UE News, January, 1998
Do you believe in fairy tales? Apparently our leaders in Washington seem
to think so. President Clinton tells us the economy is booming, and unemployment is at a
post-World War II low. But what most of us see is job insecurity, falling average wages in
the U.S., and the continuing loss of manufacturing jobs.
Now from the Occupational Safety and Health Administration (OSHA) we get
another report of upbeat, less-than-meets-the-eye news. On Dec. 17, Labor Secretary Alexis
Herman announced that the national occupational injury and illness rate for the year 1996
fell to its lowest value since OSHA was founded in 1971.
The work injury and illness rate was 7.4 per hundred workers in 1996, down
8.6 percent from the 1995 figure of 8.1 injuries and illnesses per hundred workers. This
still amounts to 6.2 million cases of injuries and illnesses in 1996. But for the
fourth year in a row the rate of work-related injuries has fallen.
But if you look more carefully at the data, you realize that OSHA is
playing a numbers game with the reported rates. The drop in the injury rate is mostly due
to a drop in the so-called "non-lost-time" injuries. These are easy to cover up,
since they dont leave a paper trail of medical records and comp claims. Thus reports
about them tend to be unreliable.
If employers think OSHA is looking over their shoulders, they report these
non-lost-time injuries. When OSHA inspections ease up, reports of these injuries drop.
Now, with OSHA inspections at an all-time low, employers just dont report these
injuries, and so the injury and illness rate "falls."
But if you look at lost-time injuries and illnesses, which do leave
a paper trail of medical bills and compensation claims, these have hardly changed at all
over the years.
Over the last 20 years, from 1976 to 1996, this category of injuries and
illness has fallen only 2.9 percent from 3.5 lost-time injuries and illnesses per
100 workers in 1976 to just 3.4 per 100 workers in 1996. (In contrast, the non-lost-time
injury and illness rate fell 28 percent over this same 20-year period, from 5.7 per 100
workers in 1976 to 4.1 per 100 in 1996.)
Also, work-related illnesses in 1996 continued at a high rate, although
down slightly from 1995. Specifically such illnesses made up 7 percent of all reported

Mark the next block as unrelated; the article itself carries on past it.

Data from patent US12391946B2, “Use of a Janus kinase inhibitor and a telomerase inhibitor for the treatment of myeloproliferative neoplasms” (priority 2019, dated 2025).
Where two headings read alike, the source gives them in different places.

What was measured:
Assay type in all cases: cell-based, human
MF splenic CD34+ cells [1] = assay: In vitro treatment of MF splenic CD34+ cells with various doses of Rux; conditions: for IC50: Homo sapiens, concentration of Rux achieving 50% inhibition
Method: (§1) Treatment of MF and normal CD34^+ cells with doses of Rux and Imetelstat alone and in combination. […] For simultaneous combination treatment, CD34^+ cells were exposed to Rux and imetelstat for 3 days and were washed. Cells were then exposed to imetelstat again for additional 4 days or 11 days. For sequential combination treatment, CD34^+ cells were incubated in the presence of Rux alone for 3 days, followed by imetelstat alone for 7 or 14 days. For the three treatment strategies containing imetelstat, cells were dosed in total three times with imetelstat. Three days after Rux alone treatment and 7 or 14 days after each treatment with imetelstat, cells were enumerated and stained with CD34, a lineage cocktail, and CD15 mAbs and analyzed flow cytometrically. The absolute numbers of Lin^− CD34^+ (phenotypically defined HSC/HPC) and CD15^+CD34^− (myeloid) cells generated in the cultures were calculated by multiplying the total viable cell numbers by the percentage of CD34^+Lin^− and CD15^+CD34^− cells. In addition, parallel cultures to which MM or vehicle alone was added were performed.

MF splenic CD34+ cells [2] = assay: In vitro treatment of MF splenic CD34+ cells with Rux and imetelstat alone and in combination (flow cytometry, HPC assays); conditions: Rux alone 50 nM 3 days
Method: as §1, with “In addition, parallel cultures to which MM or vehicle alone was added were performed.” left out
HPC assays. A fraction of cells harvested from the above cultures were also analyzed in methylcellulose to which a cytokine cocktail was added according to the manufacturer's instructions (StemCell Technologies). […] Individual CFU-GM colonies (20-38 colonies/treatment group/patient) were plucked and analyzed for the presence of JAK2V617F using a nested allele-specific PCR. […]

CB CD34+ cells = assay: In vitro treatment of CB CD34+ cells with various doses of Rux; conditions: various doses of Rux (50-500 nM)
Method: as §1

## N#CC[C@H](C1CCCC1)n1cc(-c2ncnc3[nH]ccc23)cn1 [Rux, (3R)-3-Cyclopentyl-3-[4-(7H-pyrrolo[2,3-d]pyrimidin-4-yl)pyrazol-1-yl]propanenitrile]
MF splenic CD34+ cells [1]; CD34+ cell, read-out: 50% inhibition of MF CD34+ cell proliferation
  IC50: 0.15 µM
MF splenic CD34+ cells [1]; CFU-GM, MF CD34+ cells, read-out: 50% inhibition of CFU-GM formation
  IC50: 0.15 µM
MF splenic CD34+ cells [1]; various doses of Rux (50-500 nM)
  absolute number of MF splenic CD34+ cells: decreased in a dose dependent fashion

workplace incidents in 1996. This is more than twice the rate that job illnesses were
running a decade ago. (In 1986, for example, illnesses made up only two and one-half
percent of all workplace incidents.) Leading the way in workplace illnesses were repeated
trauma disorders, which made up 64 percent or almost two-thirds of the
439,000 illnesses reported.
So when President Clinton and Mr. Gore tell you youve never had it
so good, dont believe them for a minute. Lost-time injury rates, the most reliable
OSHA figures we have, havent changed much in decades. When these begin to fall and
keep falling, then maybe well have something to celebrate. Until then, pardon us if
were from Missouri.
* * * *
By the way, in the November issue of the UE NEWS, I wrote about the
nefarious Enzi-Gregg OSHA "Reform" bill (S. 1237 and HR 2579). I reported to you
that this bill established for the first time worker fines of up to $500 for OSHA
violations. This was part of the bill as originally drafted and submitted to the Senate
Labor and Human Resources Committee.
Now I find that the Committee, which approved the bill in October in a
straight party-line vote (10 Republicans for and 8 Democrats against), in fact made this
provision worse than it was in the original bill. The Committee majority removed
the $500 limit from worker fines, and set no special limit for this category of fines.
So now the bill as adopted establishes worker violations for
"willful" refusal to wear personal protective gear, such as respirators or ear
plugs. The bill states further that the minimum fine for any willful OSHA violation
would be $5,000. The maximum fine would be $70,000 per willful violation. So if
your boss orders you to wear earplugs and you fail to do so, OSHA can fine you a year or
twos income! Even the $5,000 minimum fine would wipe out most working families
financially. Only a special dispensation from the U.S. Department of Labor would stand
between a working family and financial ruin!
Such fines would be outrageous, and make a mockery of our federal
Occupational Safety and Health law. We cant let this bill pass! Write and visit your
congressperson and Senators. Tell them you want this bill defeated!